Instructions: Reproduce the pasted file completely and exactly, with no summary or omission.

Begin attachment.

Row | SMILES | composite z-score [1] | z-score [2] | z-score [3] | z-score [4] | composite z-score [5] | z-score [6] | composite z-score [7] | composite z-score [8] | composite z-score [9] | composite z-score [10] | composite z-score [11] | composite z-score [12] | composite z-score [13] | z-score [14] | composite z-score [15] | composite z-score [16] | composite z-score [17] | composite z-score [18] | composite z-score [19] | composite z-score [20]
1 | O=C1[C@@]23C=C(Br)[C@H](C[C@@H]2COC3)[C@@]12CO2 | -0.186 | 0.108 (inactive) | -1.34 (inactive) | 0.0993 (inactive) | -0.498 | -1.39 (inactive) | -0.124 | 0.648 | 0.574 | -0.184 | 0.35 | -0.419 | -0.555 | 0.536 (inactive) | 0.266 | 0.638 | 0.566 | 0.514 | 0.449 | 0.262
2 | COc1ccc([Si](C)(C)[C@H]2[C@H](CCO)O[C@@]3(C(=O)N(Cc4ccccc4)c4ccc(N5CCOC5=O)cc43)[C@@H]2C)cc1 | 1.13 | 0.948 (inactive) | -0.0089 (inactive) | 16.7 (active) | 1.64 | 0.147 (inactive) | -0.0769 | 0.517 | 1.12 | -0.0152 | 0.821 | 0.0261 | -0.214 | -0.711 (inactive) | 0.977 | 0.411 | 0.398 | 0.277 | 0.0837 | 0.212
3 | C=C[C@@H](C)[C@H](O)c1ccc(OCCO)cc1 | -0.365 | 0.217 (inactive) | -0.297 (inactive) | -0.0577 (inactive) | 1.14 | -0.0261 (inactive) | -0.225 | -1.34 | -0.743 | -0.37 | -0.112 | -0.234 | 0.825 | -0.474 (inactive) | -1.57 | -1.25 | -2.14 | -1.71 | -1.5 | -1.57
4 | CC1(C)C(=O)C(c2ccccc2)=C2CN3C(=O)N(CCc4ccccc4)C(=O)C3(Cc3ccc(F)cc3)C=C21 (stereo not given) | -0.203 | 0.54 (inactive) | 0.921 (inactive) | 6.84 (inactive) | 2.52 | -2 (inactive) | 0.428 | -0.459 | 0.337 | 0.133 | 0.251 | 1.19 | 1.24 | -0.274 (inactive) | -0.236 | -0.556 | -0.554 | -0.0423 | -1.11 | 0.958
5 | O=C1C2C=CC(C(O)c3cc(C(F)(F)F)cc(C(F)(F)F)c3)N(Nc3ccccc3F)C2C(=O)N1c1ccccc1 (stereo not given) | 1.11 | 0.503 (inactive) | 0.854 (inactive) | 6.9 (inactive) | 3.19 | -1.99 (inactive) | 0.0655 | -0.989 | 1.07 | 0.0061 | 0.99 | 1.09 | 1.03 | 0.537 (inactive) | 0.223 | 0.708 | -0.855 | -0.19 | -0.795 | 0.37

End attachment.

Row | SMILES | composite z-score [1] | z-score [2] | z-score [3] | z-score [4] | composite z-score [5] | z-score [6] | composite z-score [7] | composite z-score [8] | composite z-score [9] | composite z-score [10] | composite z-score [11] | composite z-score [12] | composite z-score [13] | z-score [14] | composite z-score [15] | composite z-score [16] | composite z-score [17] | composite z-score [18] | composite z-score [19] | composite z-score [20]
1 | O=C1[C@@]23C=C(Br)[C@H](C[C@@H]2COC3)[C@@]12CO2 | -0.186 | 0.108 (inactive) | -1.34 (inactive) | 0.0993 (inactive) | -0.498 | -1.39 (inactive) | -0.124 | 0.648 | 0.574 | -0.184 | 0.35 | -0.419 | -0.555 | 0.536 (inactive) | 0.266 | 0.638 | 0.566 | 0.514 | 0.449 | 0.262
2 | COc1ccc([Si](C)(C)[C@H]2[C@H](CCO)O[C@@]3(C(=O)N(Cc4ccccc4)c4ccc(N5CCOC5=O)cc43)[C@@H]2C)cc1 | 1.13 | 0.948 (inactive) | -0.0089 (inactive) | 16.7 (active) | 1.64 | 0.147 (inactive) | -0.0769 | 0.517 | 1.12 | -0.0152 | 0.821 | 0.0261 | -0.214 | -0.711 (inactive) | 0.977 | 0.411 | 0.398 | 0.277 | 0.0837 | 0.212
3 | C=C[C@@H](C)[C@H](O)c1ccc(OCCO)cc1 | -0.365 | 0.217 (inactive) | -0.297 (inactive) | -0.0577 (inactive) | 1.14 | -0.0261 (inactive) | -0.225 | -1.34 | -0.743 | -0.37 | -0.112 | -0.234 | 0.825 | -0.474 (inactive) | -1.57 | -1.25 | -2.14 | -1.71 | -1.5 | -1.57
4 | CC1(C)C(=O)C(c2ccccc2)=C2CN3C(=O)N(CCc4ccccc4)C(=O)C3(Cc3ccc(F)cc3)C=C21 (stereo not given) | -0.203 | 0.54 (inactive) | 0.921 (inactive) | 6.84 (inactive) | 2.52 | -2 (inactive) | 0.428 | -0.459 | 0.337 | 0.133 | 0.251 | 1.19 | 1.24 | -0.274 (inactive) | -0.236 | -0.556 | -0.554 | -0.0423 | -1.11 | 0.958
5 | O=C1C2C=CC(C(O)c3cc(C(F)(F)F)cc(C(F)(F)F)c3)N(Nc3ccccc3F)C2C(=O)N1c1ccccc1 (stereo not given) | 1.11 | 0.503 (inactive) | 0.854 (inactive) | 6.9 (inactive) | 3.19 | -1.99 (inactive) | 0.0655 | -0.989 | 1.07 | 0.0061 | 0.99 | 1.09 | 1.03 | 0.537 (inactive) | 0.223 | 0.708 | -0.855 | -0.19 | -0.795 | 0.37